Design Patterns provide well known ways to solve design problems commonly encountered in a particular discipline or problem domain. As an example, three different design patterns to handle traffic flow at a road intersection are stop signs, traffic lights, and roundabout. Each have advantages and disadvantages specific to particular traffic patterns and other contextual factors.
IoT presents design problems in many areas and at many levels in the system. There are many diverse use cases, with different resource constraints, and with many standards, products, and technologies available. How do we determine which are appropriate, what the specific advantages and disadvantages are without a context from which to evaluate their use?
Design patterns provide a way to build an end to end solution in well specified ways and to provide an understanding of the use of different components of the system in a system context. A reference architecture can be constructed from a set of design patterns, and from this the behavior of the system may be modeled and understood.
Up to this point I have focused on a set of design patterns around data models and information models for the Internet of Things, and most recently began investigating an open stack approach, where use-case appropriate end to end solutions can be built from various components and design patterns.
Next I would like to look at a set of system design patterns useful in the construction of IoT architecture solutions, with a focus on common patterns for interoperability. I have divided the design patterns somewhat arbitrarily into areas of information models, interaction models, application programming models, infrastructure models, and use case patterns.
The design pattern examples were drawn from www and internet, best practices and standards, those which appear to be successful and well known, and those which satisfy some need or solve some problem. These are only examples and not meant to be exhaustive. However, the intention is to enable covering most common IoT use cases using a set of design patterns which can use well known standards and practices.
Each of these areas is further decomposed into a spectrum of higher level patterns built on lower level patterns. I present only a few examples of common design patterns; this is not meant to be an exhaustive treatment of the subject.
Design patterns for connected things represents the fundamental proposition of an Internet of Things; that is connecting things using networks and software. Here are some examples of fundamental design patterns for IoT:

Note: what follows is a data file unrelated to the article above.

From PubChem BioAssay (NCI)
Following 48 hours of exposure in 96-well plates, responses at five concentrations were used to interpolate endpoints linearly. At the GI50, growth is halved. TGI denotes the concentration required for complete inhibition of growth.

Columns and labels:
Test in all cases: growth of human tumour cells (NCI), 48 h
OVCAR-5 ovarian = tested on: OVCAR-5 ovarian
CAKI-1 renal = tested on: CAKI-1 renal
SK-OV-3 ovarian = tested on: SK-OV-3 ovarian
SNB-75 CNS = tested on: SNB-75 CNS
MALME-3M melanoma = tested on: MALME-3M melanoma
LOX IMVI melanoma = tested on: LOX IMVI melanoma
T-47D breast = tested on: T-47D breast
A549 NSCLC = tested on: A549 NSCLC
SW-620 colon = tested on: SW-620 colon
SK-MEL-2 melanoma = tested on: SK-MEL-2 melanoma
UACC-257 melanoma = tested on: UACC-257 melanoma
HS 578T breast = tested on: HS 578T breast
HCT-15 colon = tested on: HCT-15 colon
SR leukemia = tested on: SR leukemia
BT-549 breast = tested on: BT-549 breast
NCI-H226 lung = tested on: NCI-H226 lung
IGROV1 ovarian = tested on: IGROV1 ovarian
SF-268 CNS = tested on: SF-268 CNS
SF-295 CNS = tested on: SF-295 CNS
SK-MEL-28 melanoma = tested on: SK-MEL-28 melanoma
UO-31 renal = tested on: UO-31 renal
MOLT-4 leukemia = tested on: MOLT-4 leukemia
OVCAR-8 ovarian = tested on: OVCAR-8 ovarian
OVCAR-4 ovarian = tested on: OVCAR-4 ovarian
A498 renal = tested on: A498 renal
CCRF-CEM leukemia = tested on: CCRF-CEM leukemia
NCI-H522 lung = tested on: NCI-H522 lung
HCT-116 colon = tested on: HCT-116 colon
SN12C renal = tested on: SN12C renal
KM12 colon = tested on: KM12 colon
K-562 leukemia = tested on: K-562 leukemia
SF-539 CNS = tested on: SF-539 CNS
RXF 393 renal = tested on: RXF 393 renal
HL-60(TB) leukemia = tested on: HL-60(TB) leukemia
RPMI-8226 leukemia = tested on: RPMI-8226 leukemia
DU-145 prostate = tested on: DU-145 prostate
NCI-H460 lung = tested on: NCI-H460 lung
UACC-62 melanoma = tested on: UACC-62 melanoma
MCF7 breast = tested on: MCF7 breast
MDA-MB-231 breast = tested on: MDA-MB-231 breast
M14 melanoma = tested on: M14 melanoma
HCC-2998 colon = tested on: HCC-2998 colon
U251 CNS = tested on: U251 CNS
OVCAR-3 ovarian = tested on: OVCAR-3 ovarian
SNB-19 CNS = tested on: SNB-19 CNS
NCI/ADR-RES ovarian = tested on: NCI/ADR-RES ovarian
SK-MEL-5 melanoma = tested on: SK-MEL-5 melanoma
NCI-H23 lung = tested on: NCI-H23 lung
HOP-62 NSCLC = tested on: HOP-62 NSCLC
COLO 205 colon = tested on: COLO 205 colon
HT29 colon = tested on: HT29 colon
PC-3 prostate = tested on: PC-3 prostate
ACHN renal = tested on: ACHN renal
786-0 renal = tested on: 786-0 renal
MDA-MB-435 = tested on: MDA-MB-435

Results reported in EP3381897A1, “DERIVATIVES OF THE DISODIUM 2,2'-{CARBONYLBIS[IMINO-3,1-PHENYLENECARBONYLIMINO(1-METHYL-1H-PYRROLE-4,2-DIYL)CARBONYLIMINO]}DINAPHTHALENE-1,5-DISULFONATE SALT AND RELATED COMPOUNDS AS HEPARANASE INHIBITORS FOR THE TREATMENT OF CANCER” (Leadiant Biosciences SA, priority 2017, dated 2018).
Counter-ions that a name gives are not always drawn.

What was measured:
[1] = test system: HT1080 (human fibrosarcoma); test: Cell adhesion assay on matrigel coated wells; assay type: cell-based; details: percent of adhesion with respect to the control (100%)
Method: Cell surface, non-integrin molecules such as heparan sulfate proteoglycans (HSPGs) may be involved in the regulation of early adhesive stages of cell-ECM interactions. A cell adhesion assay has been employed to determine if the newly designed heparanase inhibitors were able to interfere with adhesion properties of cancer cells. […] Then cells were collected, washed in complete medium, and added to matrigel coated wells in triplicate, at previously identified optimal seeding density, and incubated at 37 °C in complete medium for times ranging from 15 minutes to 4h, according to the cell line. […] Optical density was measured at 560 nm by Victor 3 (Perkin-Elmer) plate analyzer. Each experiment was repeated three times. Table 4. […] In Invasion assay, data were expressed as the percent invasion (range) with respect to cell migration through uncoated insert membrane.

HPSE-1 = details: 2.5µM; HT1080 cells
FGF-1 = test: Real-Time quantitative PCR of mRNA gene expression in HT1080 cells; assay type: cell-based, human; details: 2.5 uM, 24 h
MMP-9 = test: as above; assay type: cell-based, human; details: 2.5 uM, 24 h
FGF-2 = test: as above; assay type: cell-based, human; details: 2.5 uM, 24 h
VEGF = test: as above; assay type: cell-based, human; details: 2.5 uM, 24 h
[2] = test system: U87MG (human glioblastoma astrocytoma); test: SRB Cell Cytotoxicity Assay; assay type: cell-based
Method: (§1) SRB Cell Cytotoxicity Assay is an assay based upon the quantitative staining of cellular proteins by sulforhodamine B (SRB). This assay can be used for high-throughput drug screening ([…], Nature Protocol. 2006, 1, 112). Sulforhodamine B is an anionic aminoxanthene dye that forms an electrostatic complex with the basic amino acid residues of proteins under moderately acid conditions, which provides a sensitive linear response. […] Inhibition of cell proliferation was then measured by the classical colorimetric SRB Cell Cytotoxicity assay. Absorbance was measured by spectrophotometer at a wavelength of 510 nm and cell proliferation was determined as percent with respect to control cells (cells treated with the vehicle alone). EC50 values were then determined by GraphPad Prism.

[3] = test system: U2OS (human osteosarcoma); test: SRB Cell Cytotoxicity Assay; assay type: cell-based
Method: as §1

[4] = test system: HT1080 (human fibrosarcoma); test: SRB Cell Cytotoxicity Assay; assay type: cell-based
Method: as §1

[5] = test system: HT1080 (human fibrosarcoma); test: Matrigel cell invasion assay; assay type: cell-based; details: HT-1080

Design patterns for IoT use cases describe the system level use case mapped onto high level design patterns like gateways and web services:
There are many more design patterns at all levels of design. The following list contains some more common patterns based on modern web patterns and practices that are relevant to IoT architecture.
Design patterns for information models consist of lower layers of data models and representation, upon which are built higher level encapsulation and function. Some examples of information model design patterns:
Design Patterns for Interaction describe how different parts of a system interact and communicate with each other, including communication protocols. Some examples:
Design patterns for Application Programming describe ways that software and interfaces are created, managed, deployed, and used in IoT applications:
Design patterns for infrastructure describe how different network and device technology is used to solve problems with the physical infrastructure of IoT. How do low power devices connect to wireless sensor networks and ultimately connect to services and applications:
Design patterns for IoT security describe design patterns for IoT security problems.
There is no one reference architecture for an Internet of Things. Design Patterns are a way to construct architecture solutions for specific use cases and use case classes.
The work to find system architecture solutions to Internet of Things problems has led to an obvious conclusion that there is no single architecture appropriate for most IoT use cases. The full spectrum of IoT presents a broad range of diverse use cases and resource constraints, and thus motivates a range of architecture solutions. Still, we would like to ground the discussion in a reference set of technical concepts, to help promote a unified understanding and break down the silos of thought around IoT architecture. We would also like to find opportunities for standardization and commonality.
Different architecture solutions are appropriate for different use case classes, and architecture is expected to be reusable within a particular class of use cases.Therefore it makes more sense to talk about IoT architecture as a set of Design Patterns, working together to achieve an end-to-end solution for some problem.